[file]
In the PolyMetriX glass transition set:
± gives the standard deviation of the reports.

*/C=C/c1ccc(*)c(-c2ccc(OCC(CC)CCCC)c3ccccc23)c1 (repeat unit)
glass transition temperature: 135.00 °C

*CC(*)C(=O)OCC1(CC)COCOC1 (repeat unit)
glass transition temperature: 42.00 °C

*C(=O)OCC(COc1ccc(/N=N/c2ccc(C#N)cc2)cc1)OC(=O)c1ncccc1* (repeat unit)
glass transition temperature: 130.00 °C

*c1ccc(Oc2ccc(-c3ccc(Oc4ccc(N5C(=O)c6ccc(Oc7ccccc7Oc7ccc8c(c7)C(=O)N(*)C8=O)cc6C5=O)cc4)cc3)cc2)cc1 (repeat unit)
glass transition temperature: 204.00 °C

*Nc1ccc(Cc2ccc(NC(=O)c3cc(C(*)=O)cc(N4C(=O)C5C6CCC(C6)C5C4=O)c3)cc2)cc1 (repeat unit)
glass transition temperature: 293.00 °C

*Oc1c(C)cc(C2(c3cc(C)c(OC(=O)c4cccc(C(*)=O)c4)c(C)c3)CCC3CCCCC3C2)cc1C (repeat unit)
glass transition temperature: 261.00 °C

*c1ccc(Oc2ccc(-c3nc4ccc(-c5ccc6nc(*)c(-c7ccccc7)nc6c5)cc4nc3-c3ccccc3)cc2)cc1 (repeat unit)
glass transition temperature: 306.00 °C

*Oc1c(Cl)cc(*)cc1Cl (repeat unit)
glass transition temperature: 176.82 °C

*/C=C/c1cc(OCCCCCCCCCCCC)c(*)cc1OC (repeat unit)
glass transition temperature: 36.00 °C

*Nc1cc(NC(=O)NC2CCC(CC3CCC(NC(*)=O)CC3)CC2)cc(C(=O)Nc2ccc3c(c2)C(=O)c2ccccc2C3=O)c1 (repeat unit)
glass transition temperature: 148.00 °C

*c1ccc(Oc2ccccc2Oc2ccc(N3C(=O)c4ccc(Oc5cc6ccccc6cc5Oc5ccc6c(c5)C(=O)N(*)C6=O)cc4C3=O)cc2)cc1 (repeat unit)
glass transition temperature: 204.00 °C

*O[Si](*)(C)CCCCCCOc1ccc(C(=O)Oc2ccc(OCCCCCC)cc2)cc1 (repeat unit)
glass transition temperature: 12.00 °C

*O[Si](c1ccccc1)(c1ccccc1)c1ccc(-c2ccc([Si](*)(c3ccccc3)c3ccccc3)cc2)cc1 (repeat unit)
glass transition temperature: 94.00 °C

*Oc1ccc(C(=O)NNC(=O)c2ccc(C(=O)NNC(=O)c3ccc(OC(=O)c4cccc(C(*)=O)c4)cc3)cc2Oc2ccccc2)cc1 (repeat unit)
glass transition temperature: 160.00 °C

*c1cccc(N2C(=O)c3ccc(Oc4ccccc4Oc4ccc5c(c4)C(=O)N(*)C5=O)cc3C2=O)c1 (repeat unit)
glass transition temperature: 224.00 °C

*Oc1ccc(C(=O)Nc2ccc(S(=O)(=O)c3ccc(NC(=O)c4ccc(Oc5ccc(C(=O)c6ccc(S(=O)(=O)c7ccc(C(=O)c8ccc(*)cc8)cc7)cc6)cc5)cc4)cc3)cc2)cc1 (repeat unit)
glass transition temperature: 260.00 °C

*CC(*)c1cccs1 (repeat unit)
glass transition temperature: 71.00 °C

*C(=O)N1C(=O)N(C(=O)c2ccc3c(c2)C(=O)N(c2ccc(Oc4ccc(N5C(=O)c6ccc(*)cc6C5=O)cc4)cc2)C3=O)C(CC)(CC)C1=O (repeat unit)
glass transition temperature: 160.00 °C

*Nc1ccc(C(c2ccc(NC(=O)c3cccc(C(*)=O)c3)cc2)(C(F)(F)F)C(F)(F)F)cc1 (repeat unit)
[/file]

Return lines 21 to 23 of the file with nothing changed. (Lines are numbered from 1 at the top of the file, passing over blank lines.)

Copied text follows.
*Nc1cc(NC(=O)NC2CCC(CC3CCC(NC(*)=O)CC3)CC2)cc(C(=O)Nc2ccc3c(c2)C(=O)c2ccccc2C3=O)c1 (repeat unit)
glass transition temperature: 148.00 °C

*c1ccc(Oc2ccccc2Oc2ccc(N3C(=O)c4ccc(Oc5cc6ccccc6cc5Oc5ccc6c(c5)C(=O)N(*)C6=O)cc4C3=O)cc2)cc1 (repeat unit)